Leeds United have a habit of dragging the EFL into territory it has never mapped out before: insolvency without a CVA, an incumbent majority shareholder who breaches the Owners’ and Directors’ Test and now the invasion of privacy at a rival club’s training ground, for which there is no rule.
If there was a rule then Leeds would have been charged with breaching it already but the EFL has only the vague definition of good faith to work with and, in kicking the can down the road last week, it gave the impression that no-one quite knows how to sort Spygate out.
Leeds were prepared for the worst after Friday’s EFL board meeting, a month on from the controversy starting. The last thing they expected was a holding statement saying nothing of note.
Good faith and the ambiguity of that phrase is at the centre of Leeds’ argument against charges and sanctions.
A fortnight ago the club wrote to the EFL at length, stating their position and defending themselves over a matter which, in the eyes of some at Elland Road, has grown disproportionate legs.
It is not that Leeds carry no blame – they apologised within 48 hours of Marcelo Bielsa’s scout being stopped by police outside Derby County’s training ground and told Bielsa that his practice of watching opposition players train should end there and then – but they are losing patience with a public debate about something the EFL does not legislate for.
The organisation’s rules cover a lot of bases. If it ever crosses your mind to build a stadium for an EFL club, be sure to install at least two urinals, two toilets and two wash basins in each dressing room.
You will breach section 19.3 of regulation eight if you don’t.
And while you’re at it, remember the massage table, the fridge and the tactics board.
That is the detail the rulebook runs to and, in light of what went on at Derby’s complex, the EFL will be wondering why it never thought to govern the security of training facilities. This summer’s AGM will almost certainly address that point. Good faith is too open-ended and too easy to pick holes in when much of what happens in football is obvious gamesmanship.
Bielsa, since learning that his scout had been spotted in Derby, has laid himself on a plate: phoning Frank Lampard to concede responsibility, meeting officials at the Football Association to answer questions and asking both the EFL and the FA to judge him on the basis that he had spied on every Championship club this season.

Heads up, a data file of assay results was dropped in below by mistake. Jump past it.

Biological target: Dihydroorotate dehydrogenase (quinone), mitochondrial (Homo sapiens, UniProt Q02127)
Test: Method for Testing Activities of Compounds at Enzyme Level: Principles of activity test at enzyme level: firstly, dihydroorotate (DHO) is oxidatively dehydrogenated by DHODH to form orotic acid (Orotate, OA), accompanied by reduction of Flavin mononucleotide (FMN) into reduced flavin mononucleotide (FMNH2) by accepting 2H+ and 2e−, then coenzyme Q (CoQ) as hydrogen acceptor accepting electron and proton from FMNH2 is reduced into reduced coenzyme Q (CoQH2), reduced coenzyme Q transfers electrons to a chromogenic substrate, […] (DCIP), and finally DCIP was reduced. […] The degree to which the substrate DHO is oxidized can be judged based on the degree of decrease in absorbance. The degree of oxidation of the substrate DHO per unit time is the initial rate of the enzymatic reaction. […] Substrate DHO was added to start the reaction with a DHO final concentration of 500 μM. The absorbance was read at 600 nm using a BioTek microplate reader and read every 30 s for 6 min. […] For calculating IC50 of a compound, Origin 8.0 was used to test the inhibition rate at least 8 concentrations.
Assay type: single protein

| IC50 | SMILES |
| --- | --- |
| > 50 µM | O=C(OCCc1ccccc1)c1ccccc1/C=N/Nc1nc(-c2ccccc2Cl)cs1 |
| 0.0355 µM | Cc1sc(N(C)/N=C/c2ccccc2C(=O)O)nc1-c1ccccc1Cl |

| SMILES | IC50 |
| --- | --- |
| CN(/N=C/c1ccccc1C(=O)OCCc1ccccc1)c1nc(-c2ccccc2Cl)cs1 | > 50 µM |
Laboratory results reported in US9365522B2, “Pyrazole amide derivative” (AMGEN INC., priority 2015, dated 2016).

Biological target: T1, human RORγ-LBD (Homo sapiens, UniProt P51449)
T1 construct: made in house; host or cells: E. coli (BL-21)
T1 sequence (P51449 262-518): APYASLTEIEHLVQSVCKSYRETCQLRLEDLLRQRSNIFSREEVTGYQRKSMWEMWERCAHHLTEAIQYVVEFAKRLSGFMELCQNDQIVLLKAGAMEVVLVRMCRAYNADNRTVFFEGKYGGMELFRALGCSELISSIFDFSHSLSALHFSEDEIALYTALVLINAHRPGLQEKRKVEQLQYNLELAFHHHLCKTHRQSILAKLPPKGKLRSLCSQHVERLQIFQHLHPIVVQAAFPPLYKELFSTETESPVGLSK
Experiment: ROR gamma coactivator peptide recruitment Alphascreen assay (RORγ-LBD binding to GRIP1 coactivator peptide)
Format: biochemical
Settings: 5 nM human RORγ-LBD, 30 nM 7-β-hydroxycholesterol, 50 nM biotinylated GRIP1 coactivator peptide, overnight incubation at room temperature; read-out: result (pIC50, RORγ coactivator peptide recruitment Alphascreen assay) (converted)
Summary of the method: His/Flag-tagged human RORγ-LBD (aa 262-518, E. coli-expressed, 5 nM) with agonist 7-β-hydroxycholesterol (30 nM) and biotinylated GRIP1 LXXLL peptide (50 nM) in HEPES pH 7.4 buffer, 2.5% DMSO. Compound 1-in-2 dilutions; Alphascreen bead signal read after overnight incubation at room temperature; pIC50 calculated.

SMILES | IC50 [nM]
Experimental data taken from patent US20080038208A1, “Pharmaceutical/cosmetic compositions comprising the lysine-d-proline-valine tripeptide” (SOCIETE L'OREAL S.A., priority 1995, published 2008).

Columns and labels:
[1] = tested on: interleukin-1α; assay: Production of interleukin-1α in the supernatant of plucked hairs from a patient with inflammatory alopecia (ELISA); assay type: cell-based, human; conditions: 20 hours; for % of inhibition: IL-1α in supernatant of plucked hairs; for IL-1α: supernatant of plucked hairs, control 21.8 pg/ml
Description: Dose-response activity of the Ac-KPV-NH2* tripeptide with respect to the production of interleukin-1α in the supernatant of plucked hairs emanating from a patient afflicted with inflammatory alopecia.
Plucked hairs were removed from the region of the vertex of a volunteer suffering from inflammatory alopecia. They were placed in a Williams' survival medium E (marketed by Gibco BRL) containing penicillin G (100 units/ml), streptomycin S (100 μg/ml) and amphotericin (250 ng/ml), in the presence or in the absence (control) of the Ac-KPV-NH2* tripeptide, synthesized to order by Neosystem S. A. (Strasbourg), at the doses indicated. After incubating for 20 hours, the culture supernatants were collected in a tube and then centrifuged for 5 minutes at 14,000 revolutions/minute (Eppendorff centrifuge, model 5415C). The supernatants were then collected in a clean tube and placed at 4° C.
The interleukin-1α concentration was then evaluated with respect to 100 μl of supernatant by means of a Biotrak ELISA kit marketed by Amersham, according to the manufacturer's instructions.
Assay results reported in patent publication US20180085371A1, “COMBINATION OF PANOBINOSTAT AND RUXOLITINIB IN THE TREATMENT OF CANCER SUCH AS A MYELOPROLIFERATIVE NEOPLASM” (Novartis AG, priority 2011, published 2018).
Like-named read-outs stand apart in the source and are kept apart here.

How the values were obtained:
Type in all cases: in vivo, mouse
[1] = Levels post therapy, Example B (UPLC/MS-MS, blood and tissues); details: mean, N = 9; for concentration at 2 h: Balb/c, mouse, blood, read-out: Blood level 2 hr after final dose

Bielsa said as much during the 66-minute media briefing he held in the week after Spygate blew up but it was not strictly true. Some training grounds are almost impossible to view externally and Leeds believe Bielsa’s interns were able to study around half of the 23 other teams in the league. Bielsa took the attitude that the number was immaterial.
If Leeds watched one club train then they might as well have watched all of them, and should be dealt with accordingly.
Sources at other clubs say Bielsa’s admission that his opposition analysis was so widespread was the reason behind the collective letter sent by 11 of them to the EFL, demanding a rigorous inquiry.
Leeds have countered that letter by pointing out that 12 teams refused to put their names to it, and that various managers in the division have made light of the saga. United were unhappy that the letter, which quickly became public, raised questions about whether bribes had been paid for access to training grounds, a suggestion more serious than the offence of observing from a private road.
To date there is no evidence that any money changed hands.
It is there that the EFL’s process has been allowed to get out of hand: in failing to control or limit the narrative around Spygate. Both Lampard and Stuart Webber, Norwich City’s director of football, talked publicly about Bielsa’s intern taking boltcutters to Derby but when police stopped him, they found a pair of secateurs and they found them in his car.
United accepted that opposition managers would take a view on Bielsa’s methods but did not anticipate a club owner, Bristol City’s Steve Lansdown, calling publicly for a points deduction (Bristol City’s chief executive, Mark Ashton, is part of the EFL’s board, although he and other Championship representatives were asked to step out of last week’s discussions).
Leeds would be naive to think that this case could be swept under the carpet but they can reasonably ask for a fairer hearing and due process.
The only question for the EFL, or the only question which matters, is whether scouting trips on opposition turf earned Bielsa and Leeds a meaningful competitive advantage. If the answer to that is no – and you will do well to find anyone who thinks that it has – then the League owes Leeds an investigation which neither distracts from nor influences the Championship run-in, thereby becoming a competitive disadvantage.
In showing the ‘utmost good faith’, to use the EFL’s own words, the buck does not simply stop at Elland Road.